Laurie Cunningham

Football's Pioneers: Laurie Cunningham

In the latest instalment of the Football's Pioneers feature, with De Montfort University, Professor Dilwyn Porter focuses on the brilliant and ultimately tragic career of Laurie Cunningham.
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Leicester City fans were unfortunate in not seeing Cunningham in his prime.

When he made his debut for City in November 1985, the skills that had taken him on an unlikely football journey from Leyton Orient via West Bromwich Albion to Real Madrid, were fading, though he was still good enough to contribute to a 3-0 victory over Manchester United. He moved on at the end of the season having made just 15 appearances.

At his best, he was a joy to behold; a winger with flair, touch and explosive pace. Born in north London in 1956, he was released by Arsenal at 16 and signed by Leyton Orient, making his Second Division debut in 1974.

George Petchey, Orient’s manager, nursed Cunningham’s precocious talent carefully before selling him to West Brom three years later.

Even as a young player, he was a maverick, paying fines for late appearances at training from prize money won in night club dance competitions.

Cunningham flourished at the Hawthorns under Ron Atkinson’s management alongside emerging black talents like Cyrille Regis.

In May 1979, he became only the second black footballer – Viv Anderson of Nottingham Forest was the first - to gain a full England cap.

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Laurie Cunningham
Laurie Cunningham

Cunningham had a short spell at Leicester in the 1985/86 season.

He made only six international appearances, with injuries and a move to Real Madrid, who were reluctant to release him, limiting his opportunities.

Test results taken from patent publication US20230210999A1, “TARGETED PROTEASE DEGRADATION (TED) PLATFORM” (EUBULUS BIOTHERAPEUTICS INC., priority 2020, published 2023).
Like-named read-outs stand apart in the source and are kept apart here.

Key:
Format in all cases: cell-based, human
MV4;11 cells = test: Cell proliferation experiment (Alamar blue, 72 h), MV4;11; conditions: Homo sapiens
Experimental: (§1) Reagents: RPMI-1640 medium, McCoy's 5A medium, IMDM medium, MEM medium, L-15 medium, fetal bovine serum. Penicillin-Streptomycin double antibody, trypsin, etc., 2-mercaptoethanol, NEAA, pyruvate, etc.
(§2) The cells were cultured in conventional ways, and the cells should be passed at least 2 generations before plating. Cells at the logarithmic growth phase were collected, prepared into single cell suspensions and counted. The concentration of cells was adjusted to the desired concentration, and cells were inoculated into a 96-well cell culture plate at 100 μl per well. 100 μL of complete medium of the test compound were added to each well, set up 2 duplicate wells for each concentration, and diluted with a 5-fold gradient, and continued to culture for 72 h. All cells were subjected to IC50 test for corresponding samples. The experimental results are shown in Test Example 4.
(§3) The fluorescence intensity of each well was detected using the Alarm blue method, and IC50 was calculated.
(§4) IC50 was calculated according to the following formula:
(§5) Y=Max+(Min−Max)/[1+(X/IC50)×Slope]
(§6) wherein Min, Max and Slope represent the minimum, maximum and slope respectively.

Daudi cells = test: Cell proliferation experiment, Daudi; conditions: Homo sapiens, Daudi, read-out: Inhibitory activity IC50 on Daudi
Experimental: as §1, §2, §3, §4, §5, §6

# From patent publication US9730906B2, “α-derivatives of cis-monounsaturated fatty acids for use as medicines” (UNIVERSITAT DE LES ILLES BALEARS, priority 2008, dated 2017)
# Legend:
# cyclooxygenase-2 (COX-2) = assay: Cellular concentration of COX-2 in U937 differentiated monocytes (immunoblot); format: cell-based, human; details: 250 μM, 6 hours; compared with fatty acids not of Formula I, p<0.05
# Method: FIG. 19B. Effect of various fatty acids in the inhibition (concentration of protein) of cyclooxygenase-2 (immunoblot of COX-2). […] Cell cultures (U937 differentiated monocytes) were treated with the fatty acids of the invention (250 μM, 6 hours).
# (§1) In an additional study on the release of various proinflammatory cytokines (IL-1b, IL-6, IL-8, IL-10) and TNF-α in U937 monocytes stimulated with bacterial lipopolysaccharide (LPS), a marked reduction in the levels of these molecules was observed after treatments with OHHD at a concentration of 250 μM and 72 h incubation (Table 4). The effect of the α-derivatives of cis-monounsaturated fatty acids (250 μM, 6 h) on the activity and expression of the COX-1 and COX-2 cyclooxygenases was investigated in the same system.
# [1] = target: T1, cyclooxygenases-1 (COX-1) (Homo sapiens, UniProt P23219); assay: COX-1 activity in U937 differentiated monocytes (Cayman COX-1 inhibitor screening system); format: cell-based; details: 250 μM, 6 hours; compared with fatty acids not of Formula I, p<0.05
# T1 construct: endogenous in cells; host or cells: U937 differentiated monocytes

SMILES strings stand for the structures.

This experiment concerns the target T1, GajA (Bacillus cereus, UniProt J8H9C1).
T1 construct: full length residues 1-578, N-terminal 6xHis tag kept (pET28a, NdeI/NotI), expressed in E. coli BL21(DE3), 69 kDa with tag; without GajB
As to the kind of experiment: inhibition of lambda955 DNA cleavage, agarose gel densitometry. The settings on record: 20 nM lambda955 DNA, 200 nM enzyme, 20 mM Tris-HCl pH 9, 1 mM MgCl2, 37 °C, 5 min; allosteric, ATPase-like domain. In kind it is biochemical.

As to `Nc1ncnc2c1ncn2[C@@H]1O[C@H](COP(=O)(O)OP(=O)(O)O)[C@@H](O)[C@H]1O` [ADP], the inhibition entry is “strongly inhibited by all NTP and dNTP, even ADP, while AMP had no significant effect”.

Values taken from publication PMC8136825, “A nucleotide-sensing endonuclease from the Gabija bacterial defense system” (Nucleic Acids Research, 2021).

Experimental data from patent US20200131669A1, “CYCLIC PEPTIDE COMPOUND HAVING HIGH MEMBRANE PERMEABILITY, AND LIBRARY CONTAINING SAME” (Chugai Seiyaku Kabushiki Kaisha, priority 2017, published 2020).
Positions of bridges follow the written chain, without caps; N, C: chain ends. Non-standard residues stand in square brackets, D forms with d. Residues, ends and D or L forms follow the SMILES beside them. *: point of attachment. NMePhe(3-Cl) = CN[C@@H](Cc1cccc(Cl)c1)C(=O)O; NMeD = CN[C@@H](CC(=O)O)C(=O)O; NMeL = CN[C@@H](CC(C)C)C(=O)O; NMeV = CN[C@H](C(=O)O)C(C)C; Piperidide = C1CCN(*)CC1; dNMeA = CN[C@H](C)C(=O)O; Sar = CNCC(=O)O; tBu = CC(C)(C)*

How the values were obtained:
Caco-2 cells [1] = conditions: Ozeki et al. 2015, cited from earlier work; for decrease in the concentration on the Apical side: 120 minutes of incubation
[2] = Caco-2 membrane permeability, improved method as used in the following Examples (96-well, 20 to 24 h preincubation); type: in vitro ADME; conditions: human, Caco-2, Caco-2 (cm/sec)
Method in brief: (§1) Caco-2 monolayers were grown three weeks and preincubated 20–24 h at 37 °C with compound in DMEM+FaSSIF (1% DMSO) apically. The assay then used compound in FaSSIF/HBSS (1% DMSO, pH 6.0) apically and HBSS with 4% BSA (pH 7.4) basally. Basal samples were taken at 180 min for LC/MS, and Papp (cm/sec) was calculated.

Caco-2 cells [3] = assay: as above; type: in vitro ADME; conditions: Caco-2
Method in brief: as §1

At the Bernabéu, Cunningham made a very positive impression, though it was in Spain that he picked up the first of the serious injuries that blighted his later career, played out on loan at Manchester United and Sporting Gijon, and then with Marseilles, Leicester City, Rayo Vallecano and Charleroi.

In May 1988, during a short spell at Wimbledon, he came on as a second-half substitute to help the ‘Crazy Gang’ beat Liverpool’s ‘Culture Club’ in the FA Cup Final.

Though his life was cut tragically short in a car crash at only 33, he was celebrated as a pioneer who confronted racism in English football when it was rife and brutal.

Cunningham has also been honoured with an English Heritage blue plaque at his childhood home, statues at Orient and Albion, an ITV documentary, First Among Equals (2013) and a play by Dougie Blaxland, Getting the Third Degree (2019).  

For several seasons, Leicester City Football Club has worked with De Montfort University’s International Centre for Sports History & Culture on various heritage projects. This season, staff and students at the Centre will feature those players who were pioneers that contributed to the growth and development of the game.

For more information about sports history at DMU please click HERE.

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